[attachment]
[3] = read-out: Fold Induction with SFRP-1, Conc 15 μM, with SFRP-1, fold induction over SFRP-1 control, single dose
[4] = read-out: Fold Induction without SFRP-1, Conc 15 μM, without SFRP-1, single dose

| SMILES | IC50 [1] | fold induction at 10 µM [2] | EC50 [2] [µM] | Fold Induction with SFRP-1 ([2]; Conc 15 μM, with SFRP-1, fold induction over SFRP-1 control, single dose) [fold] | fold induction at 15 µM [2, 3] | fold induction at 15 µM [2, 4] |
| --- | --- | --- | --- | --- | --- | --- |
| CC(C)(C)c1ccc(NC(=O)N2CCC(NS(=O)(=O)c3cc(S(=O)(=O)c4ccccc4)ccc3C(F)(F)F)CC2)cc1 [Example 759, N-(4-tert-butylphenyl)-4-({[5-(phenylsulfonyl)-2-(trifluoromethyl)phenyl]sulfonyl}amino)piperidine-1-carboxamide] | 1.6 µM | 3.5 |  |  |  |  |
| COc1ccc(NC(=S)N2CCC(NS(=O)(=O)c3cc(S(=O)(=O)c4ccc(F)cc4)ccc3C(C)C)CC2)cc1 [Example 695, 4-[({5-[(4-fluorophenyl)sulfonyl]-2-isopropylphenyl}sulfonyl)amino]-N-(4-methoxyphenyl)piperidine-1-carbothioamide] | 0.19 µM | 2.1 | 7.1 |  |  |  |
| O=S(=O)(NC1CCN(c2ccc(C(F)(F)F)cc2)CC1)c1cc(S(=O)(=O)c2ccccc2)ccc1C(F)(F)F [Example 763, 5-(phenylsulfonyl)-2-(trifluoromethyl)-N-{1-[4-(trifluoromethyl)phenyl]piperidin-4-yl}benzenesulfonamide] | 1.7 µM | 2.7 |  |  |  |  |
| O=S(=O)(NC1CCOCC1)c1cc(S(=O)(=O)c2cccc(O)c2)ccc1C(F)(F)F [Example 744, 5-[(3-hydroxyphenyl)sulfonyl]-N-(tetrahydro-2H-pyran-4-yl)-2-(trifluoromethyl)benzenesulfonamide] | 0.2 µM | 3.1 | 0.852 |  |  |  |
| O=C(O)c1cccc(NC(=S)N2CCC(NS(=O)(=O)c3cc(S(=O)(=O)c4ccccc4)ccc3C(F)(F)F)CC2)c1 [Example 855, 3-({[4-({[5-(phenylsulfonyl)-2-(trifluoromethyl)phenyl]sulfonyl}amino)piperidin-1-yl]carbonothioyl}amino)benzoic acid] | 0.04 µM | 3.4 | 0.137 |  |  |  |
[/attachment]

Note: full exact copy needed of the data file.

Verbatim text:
[3] = read-out: Fold Induction with SFRP-1, Conc 15 μM, with SFRP-1, fold induction over SFRP-1 control, single dose
[4] = read-out: Fold Induction without SFRP-1, Conc 15 μM, without SFRP-1, single dose

| SMILES | IC50 [1] | fold induction at 10 µM [2] | EC50 [2] [µM] | Fold Induction with SFRP-1 ([2]; Conc 15 μM, with SFRP-1, fold induction over SFRP-1 control, single dose) [fold] | fold induction at 15 µM [2, 3] | fold induction at 15 µM [2, 4] |
| --- | --- | --- | --- | --- | --- | --- |
| CC(C)(C)c1ccc(NC(=O)N2CCC(NS(=O)(=O)c3cc(S(=O)(=O)c4ccccc4)ccc3C(F)(F)F)CC2)cc1 [Example 759, N-(4-tert-butylphenyl)-4-({[5-(phenylsulfonyl)-2-(trifluoromethyl)phenyl]sulfonyl}amino)piperidine-1-carboxamide] | 1.6 µM | 3.5 |  |  |  |  |
| COc1ccc(NC(=S)N2CCC(NS(=O)(=O)c3cc(S(=O)(=O)c4ccc(F)cc4)ccc3C(C)C)CC2)cc1 [Example 695, 4-[({5-[(4-fluorophenyl)sulfonyl]-2-isopropylphenyl}sulfonyl)amino]-N-(4-methoxyphenyl)piperidine-1-carbothioamide] | 0.19 µM | 2.1 | 7.1 |  |  |  |
| O=S(=O)(NC1CCN(c2ccc(C(F)(F)F)cc2)CC1)c1cc(S(=O)(=O)c2ccccc2)ccc1C(F)(F)F [Example 763, 5-(phenylsulfonyl)-2-(trifluoromethyl)-N-{1-[4-(trifluoromethyl)phenyl]piperidin-4-yl}benzenesulfonamide] | 1.7 µM | 2.7 |  |  |  |  |
| O=S(=O)(NC1CCOCC1)c1cc(S(=O)(=O)c2cccc(O)c2)ccc1C(F)(F)F [Example 744, 5-[(3-hydroxyphenyl)sulfonyl]-N-(tetrahydro-2H-pyran-4-yl)-2-(trifluoromethyl)benzenesulfonamide] | 0.2 µM | 3.1 | 0.852 |  |  |  |
| O=C(O)c1cccc(NC(=S)N2CCC(NS(=O)(=O)c3cc(S(=O)(=O)c4ccccc4)ccc3C(F)(F)F)CC2)c1 [Example 855, 3-({[4-({[5-(phenylsulfonyl)-2-(trifluoromethyl)phenyl]sulfonyl}amino)piperidin-1-yl]carbonothioyl}amino)benzoic acid] | 0.04 µM | 3.4 | 0.137 |  |  |  |